Yet who forms the architect? School of course. The beginning and the end, the alpha and the omega! Those holy bastions of pure thinking, the refuge from uncertainty! I mean, just think of the guest critics!

    When these “glass boxes” and “corten walls” become vogue within the architecture intelligentsia they somehow snake their way into those sacred rituals, those “studio critiques” led by visiting chieftains of some distant land, slapping wrists on public display, and dictating the course of young minds.

    But by either incompetence or carelessness, the bulk of these rituals devolve into asking what something is on a drawing or knee-jerk observations that lead to little content. Yes, the model does look nice. Those chieftains who have lead the sacrifices enough times recognize the futility of trying to understand a massive project in the span of a few minutes and result to sermonizing on subjects only tangentially related to the matter at hand, generally finishing clumsily and leaving the entire audience confused as to the point. It takes a rare, war-weary chieftain to give feedback that is pertinent and digestible to the students.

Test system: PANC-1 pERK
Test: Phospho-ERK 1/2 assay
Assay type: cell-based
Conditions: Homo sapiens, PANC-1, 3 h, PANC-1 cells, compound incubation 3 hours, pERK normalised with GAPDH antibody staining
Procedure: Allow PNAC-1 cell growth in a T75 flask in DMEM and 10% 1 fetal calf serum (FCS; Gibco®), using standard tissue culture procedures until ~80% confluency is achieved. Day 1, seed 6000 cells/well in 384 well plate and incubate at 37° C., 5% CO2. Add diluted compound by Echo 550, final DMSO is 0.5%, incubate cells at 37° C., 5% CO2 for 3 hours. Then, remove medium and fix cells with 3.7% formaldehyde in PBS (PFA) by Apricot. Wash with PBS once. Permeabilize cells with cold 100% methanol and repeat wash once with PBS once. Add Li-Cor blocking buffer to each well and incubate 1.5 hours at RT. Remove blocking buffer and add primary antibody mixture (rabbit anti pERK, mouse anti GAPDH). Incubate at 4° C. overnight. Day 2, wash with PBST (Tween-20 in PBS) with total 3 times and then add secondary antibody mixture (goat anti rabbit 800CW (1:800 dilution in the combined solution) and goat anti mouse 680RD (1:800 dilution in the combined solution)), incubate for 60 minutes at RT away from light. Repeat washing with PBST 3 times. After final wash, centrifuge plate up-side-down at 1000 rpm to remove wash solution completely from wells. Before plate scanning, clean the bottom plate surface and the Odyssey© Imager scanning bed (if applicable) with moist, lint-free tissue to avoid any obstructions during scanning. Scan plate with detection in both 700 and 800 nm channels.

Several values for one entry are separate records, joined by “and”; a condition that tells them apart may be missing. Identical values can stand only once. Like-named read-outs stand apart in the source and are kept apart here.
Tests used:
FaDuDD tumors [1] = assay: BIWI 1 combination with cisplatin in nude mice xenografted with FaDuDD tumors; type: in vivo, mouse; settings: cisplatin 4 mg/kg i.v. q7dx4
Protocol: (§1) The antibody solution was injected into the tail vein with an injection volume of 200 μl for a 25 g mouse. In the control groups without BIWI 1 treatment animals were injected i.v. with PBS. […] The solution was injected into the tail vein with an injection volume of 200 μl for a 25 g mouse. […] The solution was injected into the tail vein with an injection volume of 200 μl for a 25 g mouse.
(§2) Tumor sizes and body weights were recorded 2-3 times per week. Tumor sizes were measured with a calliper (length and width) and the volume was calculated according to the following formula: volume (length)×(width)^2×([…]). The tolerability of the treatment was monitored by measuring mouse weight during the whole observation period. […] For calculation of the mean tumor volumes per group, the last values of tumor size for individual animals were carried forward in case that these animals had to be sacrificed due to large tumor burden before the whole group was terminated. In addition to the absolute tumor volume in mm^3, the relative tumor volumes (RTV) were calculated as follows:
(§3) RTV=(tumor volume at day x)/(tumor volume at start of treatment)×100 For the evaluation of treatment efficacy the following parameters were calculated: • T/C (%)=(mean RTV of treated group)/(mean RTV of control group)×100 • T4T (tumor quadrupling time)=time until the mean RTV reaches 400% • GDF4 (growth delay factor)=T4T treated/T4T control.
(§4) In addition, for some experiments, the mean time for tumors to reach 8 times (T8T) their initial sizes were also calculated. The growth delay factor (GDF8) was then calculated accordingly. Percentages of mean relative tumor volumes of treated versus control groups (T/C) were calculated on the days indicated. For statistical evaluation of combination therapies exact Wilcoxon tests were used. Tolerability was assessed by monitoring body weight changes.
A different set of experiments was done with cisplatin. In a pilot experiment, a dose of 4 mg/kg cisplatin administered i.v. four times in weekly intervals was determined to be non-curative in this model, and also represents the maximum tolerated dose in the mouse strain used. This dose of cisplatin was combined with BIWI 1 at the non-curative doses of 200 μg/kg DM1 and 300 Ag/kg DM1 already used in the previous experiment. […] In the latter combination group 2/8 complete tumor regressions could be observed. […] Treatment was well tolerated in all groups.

But nearly all of it leads to intellectual incest. Do this, not that. Why? I do it that way. The ethics of it may be far too broad of a subject to discuss here, but it nonetheless should be questioned. Students are being breed to make a specific architecture, not to be skillful in design and problem solving.

    In some tribes, those who dodged the sacrifice and delivered a Glass Box or Corten Wall in stead of their life are lead to the honorable position next to (not too close though...) the chieftains throne – at the seat of the coveted AIA Design Excellence Award. The rest, the sacrifices, can look in awe of it, left to ponder why they didn't receive the blessed honor.